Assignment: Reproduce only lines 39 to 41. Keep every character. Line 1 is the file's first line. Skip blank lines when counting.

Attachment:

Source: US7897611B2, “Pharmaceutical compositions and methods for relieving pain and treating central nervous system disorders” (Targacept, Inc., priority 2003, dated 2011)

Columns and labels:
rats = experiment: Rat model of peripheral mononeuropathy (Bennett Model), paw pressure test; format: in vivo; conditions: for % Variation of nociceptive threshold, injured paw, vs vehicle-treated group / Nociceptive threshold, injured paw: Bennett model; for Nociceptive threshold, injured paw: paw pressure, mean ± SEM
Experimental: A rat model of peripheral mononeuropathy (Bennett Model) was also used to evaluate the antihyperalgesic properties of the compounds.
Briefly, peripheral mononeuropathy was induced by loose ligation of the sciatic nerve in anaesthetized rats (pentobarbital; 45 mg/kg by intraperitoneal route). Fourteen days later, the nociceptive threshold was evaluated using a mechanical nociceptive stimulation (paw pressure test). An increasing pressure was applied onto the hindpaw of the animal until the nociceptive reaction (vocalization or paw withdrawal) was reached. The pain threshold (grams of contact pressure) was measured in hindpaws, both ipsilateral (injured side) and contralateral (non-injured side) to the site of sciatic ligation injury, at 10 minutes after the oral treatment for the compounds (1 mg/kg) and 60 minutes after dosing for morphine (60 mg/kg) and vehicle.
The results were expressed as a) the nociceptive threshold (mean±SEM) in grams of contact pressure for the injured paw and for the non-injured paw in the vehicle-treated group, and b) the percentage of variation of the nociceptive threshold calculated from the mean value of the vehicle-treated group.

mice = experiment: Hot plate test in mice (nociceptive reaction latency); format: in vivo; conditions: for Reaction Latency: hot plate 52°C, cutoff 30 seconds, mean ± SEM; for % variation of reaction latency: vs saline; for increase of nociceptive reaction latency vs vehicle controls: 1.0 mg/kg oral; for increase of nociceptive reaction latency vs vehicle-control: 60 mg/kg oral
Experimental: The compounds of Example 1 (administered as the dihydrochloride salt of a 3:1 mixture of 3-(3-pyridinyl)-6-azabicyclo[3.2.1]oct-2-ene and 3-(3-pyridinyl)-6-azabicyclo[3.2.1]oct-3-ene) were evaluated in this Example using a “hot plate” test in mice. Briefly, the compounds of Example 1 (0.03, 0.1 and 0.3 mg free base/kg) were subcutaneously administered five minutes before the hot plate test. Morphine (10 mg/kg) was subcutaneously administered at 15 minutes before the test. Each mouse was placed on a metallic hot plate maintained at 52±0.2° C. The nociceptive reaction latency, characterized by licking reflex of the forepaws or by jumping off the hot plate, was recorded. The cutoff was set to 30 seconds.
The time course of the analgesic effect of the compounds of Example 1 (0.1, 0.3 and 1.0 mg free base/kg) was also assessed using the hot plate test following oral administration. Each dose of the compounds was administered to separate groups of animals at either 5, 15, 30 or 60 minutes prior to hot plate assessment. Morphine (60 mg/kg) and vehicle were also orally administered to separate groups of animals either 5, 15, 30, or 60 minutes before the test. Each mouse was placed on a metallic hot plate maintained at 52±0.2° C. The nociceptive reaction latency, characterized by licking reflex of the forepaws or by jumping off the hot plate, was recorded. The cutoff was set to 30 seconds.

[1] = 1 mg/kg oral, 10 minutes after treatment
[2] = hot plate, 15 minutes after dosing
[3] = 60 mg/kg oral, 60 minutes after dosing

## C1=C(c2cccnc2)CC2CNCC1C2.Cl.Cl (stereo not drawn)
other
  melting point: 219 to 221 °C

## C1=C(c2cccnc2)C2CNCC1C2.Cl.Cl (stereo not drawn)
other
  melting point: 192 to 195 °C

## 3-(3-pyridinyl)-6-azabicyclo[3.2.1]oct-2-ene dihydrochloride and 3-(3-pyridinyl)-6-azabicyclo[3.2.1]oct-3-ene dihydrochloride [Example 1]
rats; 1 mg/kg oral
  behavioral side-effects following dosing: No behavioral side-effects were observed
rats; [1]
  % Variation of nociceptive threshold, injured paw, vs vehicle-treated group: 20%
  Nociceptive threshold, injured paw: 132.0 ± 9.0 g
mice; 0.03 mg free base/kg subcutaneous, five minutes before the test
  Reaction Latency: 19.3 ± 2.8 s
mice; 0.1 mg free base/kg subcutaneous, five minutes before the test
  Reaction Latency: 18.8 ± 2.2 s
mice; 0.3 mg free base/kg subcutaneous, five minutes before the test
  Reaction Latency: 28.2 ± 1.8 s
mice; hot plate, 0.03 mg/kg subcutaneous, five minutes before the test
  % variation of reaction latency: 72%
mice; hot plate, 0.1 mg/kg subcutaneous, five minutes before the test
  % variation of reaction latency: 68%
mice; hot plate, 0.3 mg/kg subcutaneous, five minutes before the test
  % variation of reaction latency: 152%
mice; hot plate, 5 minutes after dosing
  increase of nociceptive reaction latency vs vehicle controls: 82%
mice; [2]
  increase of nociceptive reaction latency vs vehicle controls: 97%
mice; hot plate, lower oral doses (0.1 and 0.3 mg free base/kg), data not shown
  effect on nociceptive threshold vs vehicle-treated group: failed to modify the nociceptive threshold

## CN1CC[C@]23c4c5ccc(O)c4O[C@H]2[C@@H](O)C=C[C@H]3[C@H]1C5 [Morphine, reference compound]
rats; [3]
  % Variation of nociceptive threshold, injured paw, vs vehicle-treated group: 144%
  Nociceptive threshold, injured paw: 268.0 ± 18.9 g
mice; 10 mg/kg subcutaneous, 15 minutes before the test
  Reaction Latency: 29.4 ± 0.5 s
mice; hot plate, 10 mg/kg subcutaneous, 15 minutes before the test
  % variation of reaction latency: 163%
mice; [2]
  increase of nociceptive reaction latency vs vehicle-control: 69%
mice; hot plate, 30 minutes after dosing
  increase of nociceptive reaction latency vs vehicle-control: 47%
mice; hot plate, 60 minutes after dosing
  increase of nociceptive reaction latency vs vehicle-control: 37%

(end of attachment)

mice; [2]
  increase of nociceptive reaction latency vs vehicle controls: 97%
mice; hot plate, lower oral doses (0.1 and 0.3 mg free base/kg), data not shown